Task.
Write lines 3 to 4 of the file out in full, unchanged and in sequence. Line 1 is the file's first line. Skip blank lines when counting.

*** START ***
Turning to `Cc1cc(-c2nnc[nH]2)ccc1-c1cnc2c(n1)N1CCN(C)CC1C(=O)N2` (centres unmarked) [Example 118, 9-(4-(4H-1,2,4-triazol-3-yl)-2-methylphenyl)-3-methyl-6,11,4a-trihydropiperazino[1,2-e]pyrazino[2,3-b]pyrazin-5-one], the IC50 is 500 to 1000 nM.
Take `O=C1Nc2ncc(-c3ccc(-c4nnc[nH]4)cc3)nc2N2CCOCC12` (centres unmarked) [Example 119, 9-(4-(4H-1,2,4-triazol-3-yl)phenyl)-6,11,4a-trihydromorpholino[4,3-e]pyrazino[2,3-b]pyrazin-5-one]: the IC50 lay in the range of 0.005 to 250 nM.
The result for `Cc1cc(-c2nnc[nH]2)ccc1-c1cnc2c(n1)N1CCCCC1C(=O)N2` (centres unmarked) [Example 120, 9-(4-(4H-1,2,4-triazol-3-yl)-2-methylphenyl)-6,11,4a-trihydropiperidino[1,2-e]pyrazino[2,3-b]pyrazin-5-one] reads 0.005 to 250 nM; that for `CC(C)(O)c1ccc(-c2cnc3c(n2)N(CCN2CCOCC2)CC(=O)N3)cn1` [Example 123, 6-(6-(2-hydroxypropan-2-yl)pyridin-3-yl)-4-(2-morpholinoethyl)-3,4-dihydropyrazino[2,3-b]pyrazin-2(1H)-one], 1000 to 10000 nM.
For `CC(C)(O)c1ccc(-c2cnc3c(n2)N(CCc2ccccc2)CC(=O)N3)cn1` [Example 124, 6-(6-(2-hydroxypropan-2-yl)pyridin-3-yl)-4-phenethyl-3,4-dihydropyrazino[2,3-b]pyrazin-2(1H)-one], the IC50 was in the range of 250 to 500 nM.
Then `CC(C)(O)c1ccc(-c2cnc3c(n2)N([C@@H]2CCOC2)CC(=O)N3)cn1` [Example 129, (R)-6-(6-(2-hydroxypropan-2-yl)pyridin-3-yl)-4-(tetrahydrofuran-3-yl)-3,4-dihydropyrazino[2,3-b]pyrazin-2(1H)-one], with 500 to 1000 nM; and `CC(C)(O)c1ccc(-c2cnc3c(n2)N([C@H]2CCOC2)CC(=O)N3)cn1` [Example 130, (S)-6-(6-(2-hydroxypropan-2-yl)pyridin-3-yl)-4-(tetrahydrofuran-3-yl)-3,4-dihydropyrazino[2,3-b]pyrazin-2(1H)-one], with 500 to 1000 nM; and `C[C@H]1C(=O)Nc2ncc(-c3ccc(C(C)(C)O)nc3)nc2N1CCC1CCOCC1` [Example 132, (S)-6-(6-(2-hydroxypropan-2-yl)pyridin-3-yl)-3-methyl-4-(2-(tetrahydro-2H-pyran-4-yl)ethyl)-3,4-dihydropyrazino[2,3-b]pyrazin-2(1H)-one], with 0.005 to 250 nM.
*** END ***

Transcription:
The result for `Cc1cc(-c2nnc[nH]2)ccc1-c1cnc2c(n1)N1CCCCC1C(=O)N2` (centres unmarked) [Example 120, 9-(4-(4H-1,2,4-triazol-3-yl)-2-methylphenyl)-6,11,4a-trihydropiperidino[1,2-e]pyrazino[2,3-b]pyrazin-5-one] reads 0.005 to 250 nM; that for `CC(C)(O)c1ccc(-c2cnc3c(n2)N(CCN2CCOCC2)CC(=O)N3)cn1` [Example 123, 6-(6-(2-hydroxypropan-2-yl)pyridin-3-yl)-4-(2-morpholinoethyl)-3,4-dihydropyrazino[2,3-b]pyrazin-2(1H)-one], 1000 to 10000 nM.
For `CC(C)(O)c1ccc(-c2cnc3c(n2)N(CCc2ccccc2)CC(=O)N3)cn1` [Example 124, 6-(6-(2-hydroxypropan-2-yl)pyridin-3-yl)-4-phenethyl-3,4-dihydropyrazino[2,3-b]pyrazin-2(1H)-one], the IC50 was in the range of 250 to 500 nM.